James Gorman

  • 24 Jan 2012 at 12:52 PM

Morgan Stanley Names 210 Managing Directors

Which apparently represents a 9.5% drop from last year and “the lowest number of employees it promoted to that role since 2008,” lest anyone think Jim Gorman is fucking around. The era of cannolis and promotion free-for-alls is over. [WSJ, full list]

“The stock price in no way reflects how well the firm is doing,” Gorman said last night at a private party for current and former Morgan Stanley executives. “We have a strategy in place, the market isn’t appreciating that yet.” [FBN]

  • 16 Nov 2011 at 12:47 PM

Layoffs Watch ’11: Morgan Stanley

Cuts occurring circa now, tomorrow. Read more »

Really low. Like lucky if you get a free cannoli low. Read more »

  • 27 Sep 2011 at 11:57 AM
  • Banks

Morgan Stanley Joins Goldman Sachs In FirmScaping

Back in August, it was revealed that Goldman Sachs had added a disturbing element to its cost-cutting efforts: plant murder. The lobby philodendrons? Gone. Boston Ferns by the elevator? To the dumpster. The third floor Geraniums that lined the windows? Left for dead.

The While every bank on Wall Street is bracing for serious reductions in staff, compensation and “extras,” Goldman had been the only one to date that choose to commit genocide to help its bottom line. Employees were, understandably, shocked by the decision, which reportedly “provoked disquiet at the bank,” with some putting their jobs on the line to “block the move, leading to a stand-off between the plant pickers and staff. In some cases, a solution was found only after employees agreed to sign forms guaranteeing to take responsibility for particular plants.”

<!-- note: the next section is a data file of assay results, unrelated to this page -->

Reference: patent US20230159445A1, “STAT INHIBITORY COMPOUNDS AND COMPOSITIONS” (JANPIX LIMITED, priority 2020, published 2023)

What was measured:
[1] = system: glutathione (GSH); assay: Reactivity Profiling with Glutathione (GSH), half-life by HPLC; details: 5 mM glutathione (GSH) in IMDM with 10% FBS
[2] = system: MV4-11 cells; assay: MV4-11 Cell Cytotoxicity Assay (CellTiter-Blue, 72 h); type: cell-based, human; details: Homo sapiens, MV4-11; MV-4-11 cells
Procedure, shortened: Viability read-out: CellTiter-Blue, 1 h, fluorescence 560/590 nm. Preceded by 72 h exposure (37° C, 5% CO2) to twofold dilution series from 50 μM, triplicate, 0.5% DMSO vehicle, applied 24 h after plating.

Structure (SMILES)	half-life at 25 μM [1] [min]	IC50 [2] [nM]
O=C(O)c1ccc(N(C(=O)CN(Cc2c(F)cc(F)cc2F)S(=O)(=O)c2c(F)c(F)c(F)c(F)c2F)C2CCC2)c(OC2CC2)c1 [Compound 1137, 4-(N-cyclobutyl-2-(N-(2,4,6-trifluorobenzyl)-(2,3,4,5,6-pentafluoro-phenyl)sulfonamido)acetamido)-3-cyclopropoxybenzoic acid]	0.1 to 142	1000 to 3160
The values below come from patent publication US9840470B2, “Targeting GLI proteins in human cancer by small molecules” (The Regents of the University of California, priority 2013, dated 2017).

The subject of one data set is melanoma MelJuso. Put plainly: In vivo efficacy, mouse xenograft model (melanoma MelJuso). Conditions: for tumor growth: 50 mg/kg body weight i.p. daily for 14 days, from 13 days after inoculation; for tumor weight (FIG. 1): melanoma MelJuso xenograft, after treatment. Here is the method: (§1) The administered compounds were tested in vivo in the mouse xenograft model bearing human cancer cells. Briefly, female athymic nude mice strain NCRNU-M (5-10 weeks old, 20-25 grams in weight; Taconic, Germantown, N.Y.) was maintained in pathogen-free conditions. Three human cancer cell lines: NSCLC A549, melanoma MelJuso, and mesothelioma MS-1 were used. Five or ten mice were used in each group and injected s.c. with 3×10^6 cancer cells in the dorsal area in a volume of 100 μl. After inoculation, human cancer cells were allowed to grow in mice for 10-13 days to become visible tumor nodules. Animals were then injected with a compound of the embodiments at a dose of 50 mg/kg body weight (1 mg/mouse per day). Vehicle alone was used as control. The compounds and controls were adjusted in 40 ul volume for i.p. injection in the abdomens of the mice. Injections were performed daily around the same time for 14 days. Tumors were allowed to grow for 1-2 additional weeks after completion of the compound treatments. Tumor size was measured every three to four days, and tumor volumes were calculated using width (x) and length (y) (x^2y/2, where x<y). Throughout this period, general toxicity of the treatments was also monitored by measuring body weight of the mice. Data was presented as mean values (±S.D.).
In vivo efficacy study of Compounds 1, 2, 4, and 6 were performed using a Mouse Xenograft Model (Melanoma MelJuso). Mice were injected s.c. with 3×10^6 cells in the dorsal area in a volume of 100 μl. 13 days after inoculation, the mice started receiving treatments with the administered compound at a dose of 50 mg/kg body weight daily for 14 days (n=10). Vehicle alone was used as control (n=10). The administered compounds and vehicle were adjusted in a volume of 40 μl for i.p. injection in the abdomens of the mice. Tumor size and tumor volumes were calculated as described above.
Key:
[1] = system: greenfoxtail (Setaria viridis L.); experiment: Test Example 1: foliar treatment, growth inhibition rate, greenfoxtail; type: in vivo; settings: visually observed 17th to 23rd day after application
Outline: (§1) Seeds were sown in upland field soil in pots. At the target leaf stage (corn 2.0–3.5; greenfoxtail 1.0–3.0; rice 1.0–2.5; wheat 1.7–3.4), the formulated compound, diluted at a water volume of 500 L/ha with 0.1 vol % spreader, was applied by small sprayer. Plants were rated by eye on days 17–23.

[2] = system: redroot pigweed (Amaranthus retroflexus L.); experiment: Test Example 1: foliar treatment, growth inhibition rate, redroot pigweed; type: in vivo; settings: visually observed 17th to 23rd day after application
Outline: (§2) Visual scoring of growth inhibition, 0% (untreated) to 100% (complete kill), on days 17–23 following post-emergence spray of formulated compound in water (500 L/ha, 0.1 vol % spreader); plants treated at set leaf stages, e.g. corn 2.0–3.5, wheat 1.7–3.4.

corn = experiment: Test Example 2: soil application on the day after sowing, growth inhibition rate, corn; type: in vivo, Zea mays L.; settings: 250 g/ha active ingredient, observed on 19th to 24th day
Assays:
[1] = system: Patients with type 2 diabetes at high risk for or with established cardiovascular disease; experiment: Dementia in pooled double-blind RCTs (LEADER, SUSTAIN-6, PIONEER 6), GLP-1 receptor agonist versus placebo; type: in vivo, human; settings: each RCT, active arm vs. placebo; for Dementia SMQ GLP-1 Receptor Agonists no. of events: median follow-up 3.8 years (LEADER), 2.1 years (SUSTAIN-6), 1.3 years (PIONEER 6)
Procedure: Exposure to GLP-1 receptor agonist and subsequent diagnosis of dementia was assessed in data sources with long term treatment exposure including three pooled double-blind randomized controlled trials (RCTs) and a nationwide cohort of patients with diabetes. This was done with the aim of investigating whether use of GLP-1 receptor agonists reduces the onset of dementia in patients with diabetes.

At the time, other institutions scoffed at the seemingly heartless move to save a few bucks, claiming you’d never catch them following suit. And yet? According to the Times, Goldman is not alone. Read more »

Yes. Read more »

Not only is Morgan Stanley gaining FICC market share, dominating tech IPOs, and not laying off scads of people, but its CEO thinks it’s a buy:

James Gorman, chief executive officer of Morgan Stanley, purchased $2.06 million of stock in the firm as the shares touched their lowest level since March 2009.

Gorman bought 100,000 shares today at a weighted average price of $20.62, according to a filing with the U.S. Securities and Exchange Commission. The stock tumbled $1.32 on the New York Stock Exchange, or 6.3 percent, giving Gorman a $92,000 one-day loss on the transaction.

Read more »